Brex’Quit or a Referendum
It has been over two years since the UK’s referendum on leaving the European Union went through, yet many important questions remain unanswered such as: Will the UK remain in the EU’s customs union? Will it face tariffs on exports? The only near-certainty that the UK Government can provide is that the UK will no longer be a full member of the European Union on the 29th of March 2019.
Over the last two years it has become apparent that most MPs are not in support of another referendum. Whatever the view of an individual MP on Brexit, most see making the case for another vote a difficult proposition to debate. The recent resignation of both David Davis, the Brexit Minister, and Boris Johnson, the Foreign Secretary, only adds further to the confusion and frustration toward the lack of any real progress. The white paper that was published last week received a hostile reception from the pro-Brexit MP’s and is being seen as a further softening of the Government’s stance.
A number of ex party politicians over the weekend voiced their opinions. The ex-Education Minister, Justine Greening, described Theresa May’s proposals as “the worst of both worlds”. The final decision should be given back to the people and out of “deadlocked politicians” hands. She states there are three options: the PM’s deal, staying in the EU or a clean break from Europe with no deal. Ms Greening, who resigned after the cabinet reshuffle in January, said the referendum should offer a first and second preference vote so that a consensus can be reached. Fellow Tory MP Sir Bernard Jenkin, who backed Leave in the referendum, said he agreed with Ms Greening that the PM’s plan was “dead” but described her call for a second vote as “a little ill-thought-out” and “if we wanted to extend the uncertainty for another long period this is one way of doing it,” he said. Mrs May has ruled out a second vote, as has Labour leader Jeremy Corbyn, although a number of senior Labour figures are backing the cross-party People’s Vote campaign for a final vote on any exit deal.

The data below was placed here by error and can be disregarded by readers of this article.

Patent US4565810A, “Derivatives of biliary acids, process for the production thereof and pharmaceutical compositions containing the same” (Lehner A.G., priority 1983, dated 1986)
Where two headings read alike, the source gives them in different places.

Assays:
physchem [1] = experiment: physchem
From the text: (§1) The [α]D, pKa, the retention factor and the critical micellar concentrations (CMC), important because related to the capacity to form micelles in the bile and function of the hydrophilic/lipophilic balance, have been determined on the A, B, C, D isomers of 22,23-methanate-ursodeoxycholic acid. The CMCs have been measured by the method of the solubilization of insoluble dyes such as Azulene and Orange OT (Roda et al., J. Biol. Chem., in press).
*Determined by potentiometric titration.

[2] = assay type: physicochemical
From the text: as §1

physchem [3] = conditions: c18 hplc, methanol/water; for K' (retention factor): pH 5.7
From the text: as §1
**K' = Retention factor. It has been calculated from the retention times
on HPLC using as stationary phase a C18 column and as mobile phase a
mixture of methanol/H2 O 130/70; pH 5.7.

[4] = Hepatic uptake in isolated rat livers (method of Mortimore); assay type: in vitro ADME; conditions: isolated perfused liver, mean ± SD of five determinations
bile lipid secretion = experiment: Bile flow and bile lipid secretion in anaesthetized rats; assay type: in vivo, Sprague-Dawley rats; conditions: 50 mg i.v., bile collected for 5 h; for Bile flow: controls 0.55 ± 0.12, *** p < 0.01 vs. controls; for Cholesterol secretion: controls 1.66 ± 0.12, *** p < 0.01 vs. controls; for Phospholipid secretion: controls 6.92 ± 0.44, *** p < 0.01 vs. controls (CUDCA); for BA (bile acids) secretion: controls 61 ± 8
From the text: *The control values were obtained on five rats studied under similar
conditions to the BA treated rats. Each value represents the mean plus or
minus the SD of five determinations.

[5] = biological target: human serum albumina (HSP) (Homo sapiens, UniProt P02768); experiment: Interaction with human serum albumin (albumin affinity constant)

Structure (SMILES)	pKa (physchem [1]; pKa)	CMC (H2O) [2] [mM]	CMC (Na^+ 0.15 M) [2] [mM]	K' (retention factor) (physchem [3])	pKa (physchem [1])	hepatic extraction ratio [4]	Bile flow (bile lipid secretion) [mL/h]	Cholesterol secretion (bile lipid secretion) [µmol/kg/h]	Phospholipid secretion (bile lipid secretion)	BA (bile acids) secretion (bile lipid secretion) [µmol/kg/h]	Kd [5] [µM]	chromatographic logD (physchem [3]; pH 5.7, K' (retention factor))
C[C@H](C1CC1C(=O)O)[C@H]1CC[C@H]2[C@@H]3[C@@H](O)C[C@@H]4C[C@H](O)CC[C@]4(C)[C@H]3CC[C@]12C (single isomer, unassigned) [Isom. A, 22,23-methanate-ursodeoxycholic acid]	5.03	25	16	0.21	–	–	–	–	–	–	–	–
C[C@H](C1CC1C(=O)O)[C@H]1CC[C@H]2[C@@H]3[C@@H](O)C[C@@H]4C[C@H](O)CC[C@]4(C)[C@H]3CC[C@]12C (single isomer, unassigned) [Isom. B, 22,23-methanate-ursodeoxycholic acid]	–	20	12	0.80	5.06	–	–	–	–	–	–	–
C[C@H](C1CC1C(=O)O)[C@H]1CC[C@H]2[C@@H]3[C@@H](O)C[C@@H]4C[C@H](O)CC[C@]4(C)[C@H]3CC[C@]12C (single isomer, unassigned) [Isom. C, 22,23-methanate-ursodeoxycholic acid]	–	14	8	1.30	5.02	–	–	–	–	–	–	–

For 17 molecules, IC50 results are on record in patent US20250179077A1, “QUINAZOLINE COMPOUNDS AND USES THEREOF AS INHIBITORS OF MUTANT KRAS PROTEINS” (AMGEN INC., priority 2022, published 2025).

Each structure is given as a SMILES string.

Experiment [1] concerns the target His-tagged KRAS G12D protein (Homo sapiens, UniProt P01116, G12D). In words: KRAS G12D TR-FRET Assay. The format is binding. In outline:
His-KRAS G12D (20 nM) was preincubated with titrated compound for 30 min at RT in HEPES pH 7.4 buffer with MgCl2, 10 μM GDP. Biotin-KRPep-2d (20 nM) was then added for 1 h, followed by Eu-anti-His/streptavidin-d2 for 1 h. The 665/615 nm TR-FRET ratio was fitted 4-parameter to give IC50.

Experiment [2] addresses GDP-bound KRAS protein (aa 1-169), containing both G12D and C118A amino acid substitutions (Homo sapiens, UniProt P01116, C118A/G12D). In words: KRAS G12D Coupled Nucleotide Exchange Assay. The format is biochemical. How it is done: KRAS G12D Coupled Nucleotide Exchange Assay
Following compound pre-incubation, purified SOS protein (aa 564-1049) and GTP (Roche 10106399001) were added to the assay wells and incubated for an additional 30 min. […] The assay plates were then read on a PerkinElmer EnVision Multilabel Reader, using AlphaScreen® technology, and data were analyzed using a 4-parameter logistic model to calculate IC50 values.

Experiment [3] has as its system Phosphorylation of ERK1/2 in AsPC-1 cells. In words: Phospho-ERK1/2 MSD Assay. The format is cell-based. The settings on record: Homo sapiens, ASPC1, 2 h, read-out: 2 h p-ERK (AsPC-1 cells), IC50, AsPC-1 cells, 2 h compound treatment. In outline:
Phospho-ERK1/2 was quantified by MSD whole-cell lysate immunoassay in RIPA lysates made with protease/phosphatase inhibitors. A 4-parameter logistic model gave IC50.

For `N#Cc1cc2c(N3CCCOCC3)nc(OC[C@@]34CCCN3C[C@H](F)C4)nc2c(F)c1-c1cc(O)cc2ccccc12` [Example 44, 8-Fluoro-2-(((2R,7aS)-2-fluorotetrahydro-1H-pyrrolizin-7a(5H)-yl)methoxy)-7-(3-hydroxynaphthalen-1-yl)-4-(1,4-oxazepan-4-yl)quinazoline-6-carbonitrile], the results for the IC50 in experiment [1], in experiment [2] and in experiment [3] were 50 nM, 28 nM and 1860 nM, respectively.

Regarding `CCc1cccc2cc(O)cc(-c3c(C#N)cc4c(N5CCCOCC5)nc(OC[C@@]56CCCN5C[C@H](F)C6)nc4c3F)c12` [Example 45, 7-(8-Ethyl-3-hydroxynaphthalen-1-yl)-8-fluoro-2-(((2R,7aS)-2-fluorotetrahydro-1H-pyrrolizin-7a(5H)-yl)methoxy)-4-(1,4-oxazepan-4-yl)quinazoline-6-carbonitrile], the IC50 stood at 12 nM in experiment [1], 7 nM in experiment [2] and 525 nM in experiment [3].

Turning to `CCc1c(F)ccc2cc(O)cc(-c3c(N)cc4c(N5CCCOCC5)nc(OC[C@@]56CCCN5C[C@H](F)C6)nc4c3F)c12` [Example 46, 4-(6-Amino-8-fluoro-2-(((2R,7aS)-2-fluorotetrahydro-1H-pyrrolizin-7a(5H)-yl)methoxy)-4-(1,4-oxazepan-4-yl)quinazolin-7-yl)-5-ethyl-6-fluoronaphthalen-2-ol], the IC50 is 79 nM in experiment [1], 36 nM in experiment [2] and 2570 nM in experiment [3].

When you combine the divisions in Government, oppositions from parliament and the complex nature of the ongoing Brexit negotiations it seems that Prime Minister, Theresa May, faces an impossible task in terms of keeping all sides happy. Her decision to call a general election in 2017, which resulting in her losing the Governments majority only adds to the complex nature of navigating Brexit as well as the chances of a Hard Brexit going through. It’s impossible to predict how markets will react to ongoing Brexit negotiations, however as always we recommend that you remain diversified in your investment holdings and try your best to block out ‘short term noise’.